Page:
The Trickle-Down Environment

Federal policies are harming Pennsylvania

 Illustration by Clarissa Eck

Illustration by Clarissa Eck

By Jacqui Bonomo

President Trump’s napalming of environmental protection is withering the air, water, landscape and public health of our nation. As the president’s agenda begins to manifest in on-the-ground changes—at the state and federal levels, in our fragile ecosystems, in waterways and throughout our imperiled climate system—we move closer to crises that future leaders, laws and technology will be hard-pressed to reverse.

The most striking impact of the president’s effect in Pennsylvania is how it’s emboldened anti-environmental elected officials in the state Legislature. The past year saw an unprecedented series of attacks on previously hard-fought, and typically bipartisan, environmental protections that, at least until now, provided basic measures and tools to clean our air and water. The Trump effect has spawned copycat policymakers who embrace the same bombastic and divisive tactics and rhetoric as the president. If the electorate does not reject these destructive personalities or turn them out of office, the prospect becomes grim for providing a healthy environment and uncompromised climate systems to future generations. 

But despite the extreme anti-environmental provocations of the Trump team, we are seeing small victories for clean water and air. A large state coalition of clean water advocates recently beat back the Trump administration’s attempt to zero out the budget for watershed protection and restoration projects in local streams of the Susquehanna River, Pennsylvania’s portion of the Chesapeake Bay watershed. The recently passed state budget closed Pennsylvania’s solar borders, and now clean energy credits needed to meet our renewable energy goals must come from solar projects and jobs produced here, and not from out of state, as previously allowed.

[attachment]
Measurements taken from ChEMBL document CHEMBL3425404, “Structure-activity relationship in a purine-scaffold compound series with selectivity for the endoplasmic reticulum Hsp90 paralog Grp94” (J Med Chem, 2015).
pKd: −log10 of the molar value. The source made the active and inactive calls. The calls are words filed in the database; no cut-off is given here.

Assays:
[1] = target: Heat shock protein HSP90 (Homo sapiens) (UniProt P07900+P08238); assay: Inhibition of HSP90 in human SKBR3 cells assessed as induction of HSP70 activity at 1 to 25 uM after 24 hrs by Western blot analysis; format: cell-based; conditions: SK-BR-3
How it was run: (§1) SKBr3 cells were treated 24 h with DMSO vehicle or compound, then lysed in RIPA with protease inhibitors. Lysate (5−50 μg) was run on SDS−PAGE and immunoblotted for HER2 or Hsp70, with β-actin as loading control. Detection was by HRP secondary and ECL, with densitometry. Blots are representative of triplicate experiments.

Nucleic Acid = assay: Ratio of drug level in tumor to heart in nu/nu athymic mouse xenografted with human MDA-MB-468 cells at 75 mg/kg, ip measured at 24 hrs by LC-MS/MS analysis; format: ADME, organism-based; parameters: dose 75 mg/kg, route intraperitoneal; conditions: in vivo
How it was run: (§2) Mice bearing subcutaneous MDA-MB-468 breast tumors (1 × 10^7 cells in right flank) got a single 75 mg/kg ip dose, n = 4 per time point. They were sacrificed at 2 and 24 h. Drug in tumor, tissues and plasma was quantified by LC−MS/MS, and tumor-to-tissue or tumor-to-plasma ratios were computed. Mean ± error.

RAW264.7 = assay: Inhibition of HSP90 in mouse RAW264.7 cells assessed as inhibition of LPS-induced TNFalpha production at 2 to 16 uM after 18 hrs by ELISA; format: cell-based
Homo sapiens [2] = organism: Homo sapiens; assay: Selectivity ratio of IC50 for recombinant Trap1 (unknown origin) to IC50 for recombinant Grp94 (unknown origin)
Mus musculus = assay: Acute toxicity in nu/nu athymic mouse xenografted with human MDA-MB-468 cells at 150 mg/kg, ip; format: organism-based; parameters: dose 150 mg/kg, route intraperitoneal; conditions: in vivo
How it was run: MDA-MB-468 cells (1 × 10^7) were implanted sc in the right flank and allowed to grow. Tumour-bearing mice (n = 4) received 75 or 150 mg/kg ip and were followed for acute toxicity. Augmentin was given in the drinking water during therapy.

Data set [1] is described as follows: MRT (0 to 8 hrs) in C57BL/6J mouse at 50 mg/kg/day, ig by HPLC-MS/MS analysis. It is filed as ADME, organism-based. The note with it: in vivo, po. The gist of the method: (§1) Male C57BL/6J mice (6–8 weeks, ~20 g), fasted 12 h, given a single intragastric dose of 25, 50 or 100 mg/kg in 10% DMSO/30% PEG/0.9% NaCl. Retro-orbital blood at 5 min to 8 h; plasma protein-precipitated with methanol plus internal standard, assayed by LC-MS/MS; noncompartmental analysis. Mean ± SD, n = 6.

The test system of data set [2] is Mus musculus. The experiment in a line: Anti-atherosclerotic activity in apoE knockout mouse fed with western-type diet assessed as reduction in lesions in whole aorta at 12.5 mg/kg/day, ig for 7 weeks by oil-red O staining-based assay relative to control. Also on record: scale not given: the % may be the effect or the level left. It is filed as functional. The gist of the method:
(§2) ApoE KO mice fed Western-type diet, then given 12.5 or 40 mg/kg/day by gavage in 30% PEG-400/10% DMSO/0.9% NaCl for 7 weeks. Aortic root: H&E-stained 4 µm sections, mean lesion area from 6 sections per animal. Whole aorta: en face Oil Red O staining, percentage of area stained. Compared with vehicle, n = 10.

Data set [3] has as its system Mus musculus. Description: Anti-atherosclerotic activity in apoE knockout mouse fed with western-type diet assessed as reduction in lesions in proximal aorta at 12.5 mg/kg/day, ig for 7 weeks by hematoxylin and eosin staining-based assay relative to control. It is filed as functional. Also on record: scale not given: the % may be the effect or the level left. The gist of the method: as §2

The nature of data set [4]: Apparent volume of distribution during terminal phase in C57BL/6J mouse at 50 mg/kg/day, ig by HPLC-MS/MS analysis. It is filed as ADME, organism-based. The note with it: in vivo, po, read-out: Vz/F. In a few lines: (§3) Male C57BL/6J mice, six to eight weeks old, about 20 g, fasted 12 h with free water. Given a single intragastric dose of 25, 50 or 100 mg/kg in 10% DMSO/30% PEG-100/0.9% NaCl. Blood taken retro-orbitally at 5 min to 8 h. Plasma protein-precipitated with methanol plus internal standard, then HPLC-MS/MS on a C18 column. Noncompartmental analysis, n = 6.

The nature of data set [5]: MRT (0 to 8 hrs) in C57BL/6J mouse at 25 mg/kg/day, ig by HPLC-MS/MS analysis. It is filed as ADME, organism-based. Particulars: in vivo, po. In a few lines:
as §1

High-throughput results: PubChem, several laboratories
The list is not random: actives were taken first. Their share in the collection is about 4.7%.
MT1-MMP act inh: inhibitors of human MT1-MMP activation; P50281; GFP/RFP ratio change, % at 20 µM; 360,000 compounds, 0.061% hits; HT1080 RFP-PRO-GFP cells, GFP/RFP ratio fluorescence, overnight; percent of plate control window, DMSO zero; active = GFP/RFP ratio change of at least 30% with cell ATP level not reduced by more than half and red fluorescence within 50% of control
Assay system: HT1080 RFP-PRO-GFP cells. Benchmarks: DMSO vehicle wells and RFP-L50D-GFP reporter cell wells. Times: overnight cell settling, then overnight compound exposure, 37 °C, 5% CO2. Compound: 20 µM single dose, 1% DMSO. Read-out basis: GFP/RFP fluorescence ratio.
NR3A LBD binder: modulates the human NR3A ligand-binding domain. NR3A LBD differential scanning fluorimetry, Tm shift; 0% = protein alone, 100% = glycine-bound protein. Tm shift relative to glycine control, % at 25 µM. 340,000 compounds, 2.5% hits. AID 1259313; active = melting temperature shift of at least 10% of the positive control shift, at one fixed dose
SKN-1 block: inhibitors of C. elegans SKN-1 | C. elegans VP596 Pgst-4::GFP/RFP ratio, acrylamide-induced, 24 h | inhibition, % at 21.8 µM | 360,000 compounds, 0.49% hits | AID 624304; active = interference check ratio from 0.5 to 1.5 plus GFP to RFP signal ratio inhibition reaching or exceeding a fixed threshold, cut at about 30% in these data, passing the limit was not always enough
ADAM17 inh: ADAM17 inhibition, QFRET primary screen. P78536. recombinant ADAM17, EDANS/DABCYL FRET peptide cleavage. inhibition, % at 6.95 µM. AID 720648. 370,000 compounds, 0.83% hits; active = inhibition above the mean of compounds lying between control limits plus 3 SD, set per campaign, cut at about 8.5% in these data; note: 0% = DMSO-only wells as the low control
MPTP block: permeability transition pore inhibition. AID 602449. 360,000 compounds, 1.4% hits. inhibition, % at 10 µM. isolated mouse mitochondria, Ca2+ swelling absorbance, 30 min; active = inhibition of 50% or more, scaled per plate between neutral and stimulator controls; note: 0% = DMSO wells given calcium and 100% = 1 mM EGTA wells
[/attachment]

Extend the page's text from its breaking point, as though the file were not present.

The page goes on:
We are witnessing a profound rejection of Trump’s withdrawal of the United States from the Paris Climate Accord, and his demolition of the Clean Power Plan, a reasonable path forward to reducing greenhouse gas emissions. Our communities are stepping up to take their climate and clean energy futures into their own hands. Backed by their constituents, mayors and elected officials around the commonwealth have declared their intention to reduce emissions and move forward with climate action in places like Bethlehem, Downingtown, Mount Pocono, Philadelphia, Pittsburgh, Swarthmore and State College, with the list growing every day.

There are opportunities for state and federal policymakers to shed the polarized fever that’s beset them and make progress for our environment. Congress could surprise us and produce a good Farm Bill reauthorization that helps Pennsylvania agriculture and water quality, or pass the RECLAIM Act to provide funding to accelerate restoration of land and water impacted by legacy pollution from coal mining. The state Legislature could get serious about reforming and reauthorizing the alternative energy portfolio standard and continue to build on 70,000 clean energy jobs around the state. 

Yet, the pull of the president’s fear-driven environmental policy is so strong, I would not count on it. My money is on the regular folks and emerging environmental leaders who know there is too much at stake, and who will not allow this president to get in our way.

Jacqui Bonomo is the president and CEO of PennFuture, a statewide environmental advocacy organization in Pennsylvania.